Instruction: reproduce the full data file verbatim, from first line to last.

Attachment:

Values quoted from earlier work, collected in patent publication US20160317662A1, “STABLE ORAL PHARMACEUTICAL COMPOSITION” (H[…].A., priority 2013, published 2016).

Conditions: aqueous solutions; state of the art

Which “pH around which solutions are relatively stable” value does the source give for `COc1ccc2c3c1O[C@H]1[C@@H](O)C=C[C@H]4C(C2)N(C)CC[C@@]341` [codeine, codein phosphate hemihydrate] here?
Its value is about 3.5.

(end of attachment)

Values quoted from earlier work, collected in patent publication US20160317662A1, “STABLE ORAL PHARMACEUTICAL COMPOSITION” (H[…].A., priority 2013, published 2016).

Conditions: aqueous solutions; state of the art

Which “pH around which solutions are relatively stable” value does the source give for `COc1ccc2c3c1O[C@H]1[C@@H](O)C=C[C@H]4C(C2)N(C)CC[C@@]341` [codeine, codein phosphate hemihydrate] here?
Its value is about 3.5.